I went the hi res download route, and as in MGT's debut, sound is tip top.  DG had best not dally in getting something else from their new stars out to the public.   
The universe is change; life is opinion. - Marcus Aurelius, Meditations

Everything dies - Alien Bounty Hunter, The X-Files

Everyone dies - William Barr, United States Attorney General

Offline Todd

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Re: "New" Music Log
« Reply #444 on: December 07, 2019, 05:28:45 AM »



I'll just get it out of the way and admit up front that the only reason I even contemplated buying this recording is because Jamina Gerl plays the works.  Prior to seeing that she had released not one, but two new recordings at the same time, I'd neither heard of nor seen the name Ferdinand Pfohl.  Mr Pfohl was a music author and critic first, and a composer only second, somewhat like Gustave Samazeuilh, covered previously in this thread.

Turns out there are reasons Pfohl is better remembered in German speaking lands as a critic than he is remembered anywhere as a composer.  The piano music just isn't really that great.  It's not awful, or anything, but it's often fairly heavy and thick and modestly adventurous.  Some of the time, the music sounds like something Brahms may have eked out when hungover one Sunday morning before realizing that it was not up to snuff and duly tossing the paper in the fire.  Other times it sounds like what Brahmsian impressionsim might have sounded like - or rather what early, discarded attempts at Brahmsian impressionism would have sounded like.  At still other times, it sounds like Brahms and Grieg got together to mashup ideas for four-hands works, and then Brahms reedited them to standard solo fare.  And this is not just because one of the works is based on a theme of Grieg's.  If the gentle reader gets the impression that Brahms looms large, it's because he does.  It's sort of like how one can't help but notice the massive influence of Debussy on Samazeuilh, though the Frenchman ended up crafting better works.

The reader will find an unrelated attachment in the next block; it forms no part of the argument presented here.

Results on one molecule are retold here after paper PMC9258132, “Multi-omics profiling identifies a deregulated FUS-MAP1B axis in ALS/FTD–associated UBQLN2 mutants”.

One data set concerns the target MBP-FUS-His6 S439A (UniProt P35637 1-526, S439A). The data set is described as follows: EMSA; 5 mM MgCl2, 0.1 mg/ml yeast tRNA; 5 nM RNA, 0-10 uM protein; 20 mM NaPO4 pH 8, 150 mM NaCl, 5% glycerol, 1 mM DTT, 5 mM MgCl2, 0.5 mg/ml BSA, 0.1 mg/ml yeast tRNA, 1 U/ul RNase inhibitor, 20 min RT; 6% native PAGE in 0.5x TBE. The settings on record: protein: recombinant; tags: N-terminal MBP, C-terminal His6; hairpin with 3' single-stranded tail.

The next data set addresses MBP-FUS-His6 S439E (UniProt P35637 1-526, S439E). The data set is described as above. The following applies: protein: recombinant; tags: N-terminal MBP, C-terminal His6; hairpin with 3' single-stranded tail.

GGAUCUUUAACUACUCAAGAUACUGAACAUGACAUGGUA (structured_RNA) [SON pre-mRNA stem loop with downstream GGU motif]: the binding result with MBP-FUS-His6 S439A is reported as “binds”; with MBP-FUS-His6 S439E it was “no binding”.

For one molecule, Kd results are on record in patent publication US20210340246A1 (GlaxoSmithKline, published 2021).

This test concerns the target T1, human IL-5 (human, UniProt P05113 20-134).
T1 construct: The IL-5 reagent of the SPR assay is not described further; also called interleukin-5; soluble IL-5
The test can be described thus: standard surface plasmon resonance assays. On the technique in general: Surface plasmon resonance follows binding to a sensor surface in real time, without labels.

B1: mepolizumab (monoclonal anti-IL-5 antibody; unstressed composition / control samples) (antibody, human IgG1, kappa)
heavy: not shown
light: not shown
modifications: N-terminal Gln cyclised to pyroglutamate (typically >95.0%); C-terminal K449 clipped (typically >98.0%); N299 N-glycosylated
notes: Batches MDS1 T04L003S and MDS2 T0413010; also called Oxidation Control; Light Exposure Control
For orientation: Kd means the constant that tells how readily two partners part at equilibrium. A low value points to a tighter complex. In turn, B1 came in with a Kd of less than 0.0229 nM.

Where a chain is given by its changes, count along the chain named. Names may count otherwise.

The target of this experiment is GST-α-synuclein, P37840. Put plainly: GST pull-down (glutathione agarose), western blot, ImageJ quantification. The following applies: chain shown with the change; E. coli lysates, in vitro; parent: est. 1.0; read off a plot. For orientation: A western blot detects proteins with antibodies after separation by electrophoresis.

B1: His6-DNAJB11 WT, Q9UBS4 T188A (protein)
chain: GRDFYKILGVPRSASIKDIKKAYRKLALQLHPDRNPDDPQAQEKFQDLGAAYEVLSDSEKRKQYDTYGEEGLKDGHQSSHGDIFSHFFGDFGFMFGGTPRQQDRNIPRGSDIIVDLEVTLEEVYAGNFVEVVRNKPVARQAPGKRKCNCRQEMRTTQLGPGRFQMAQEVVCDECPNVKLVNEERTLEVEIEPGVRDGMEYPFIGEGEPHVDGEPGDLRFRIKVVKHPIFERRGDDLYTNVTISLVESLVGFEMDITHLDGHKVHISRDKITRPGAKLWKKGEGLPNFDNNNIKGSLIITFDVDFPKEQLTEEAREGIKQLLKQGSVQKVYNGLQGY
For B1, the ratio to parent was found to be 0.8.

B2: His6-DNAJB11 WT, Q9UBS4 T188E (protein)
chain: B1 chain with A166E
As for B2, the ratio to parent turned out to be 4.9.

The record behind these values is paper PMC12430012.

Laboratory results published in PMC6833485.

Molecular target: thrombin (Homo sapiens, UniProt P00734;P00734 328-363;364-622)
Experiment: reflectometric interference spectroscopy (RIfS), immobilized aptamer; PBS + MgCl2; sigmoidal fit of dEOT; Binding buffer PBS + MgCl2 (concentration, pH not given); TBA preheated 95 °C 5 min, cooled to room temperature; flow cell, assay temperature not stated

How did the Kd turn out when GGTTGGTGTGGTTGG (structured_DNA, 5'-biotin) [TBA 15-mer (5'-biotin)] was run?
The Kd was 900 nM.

Ms Gerl is a fine advocate of this music, and possibly the best the composer will receive, sort of along the lines of the great Ragna Schirmer's advocacy of Clara Schumann.  Indeed, in her uncompromising, often hard-hitting, and never dainty approach, Ms Gerl very much reminds me of her older fellow countrywoman.  This recording, along with her two other, better efforts, is something to tide me over until she records something else.  She's already got Op 111 under her belt and on YouTube, so she really ought to just get down to business and record a big old slug of her fellow Bonner's music for 2020.  Maybe all 32.  She needs to hurry; I am understandably impatient.

Sound is what one expects nowadays and the 86 minute playing time is, if anything, too generous.
The universe is change; life is opinion. - Marcus Aurelius, Meditations

Everything dies - Alien Bounty Hunter, The X-Files

Everyone dies - William Barr, United States Attorney General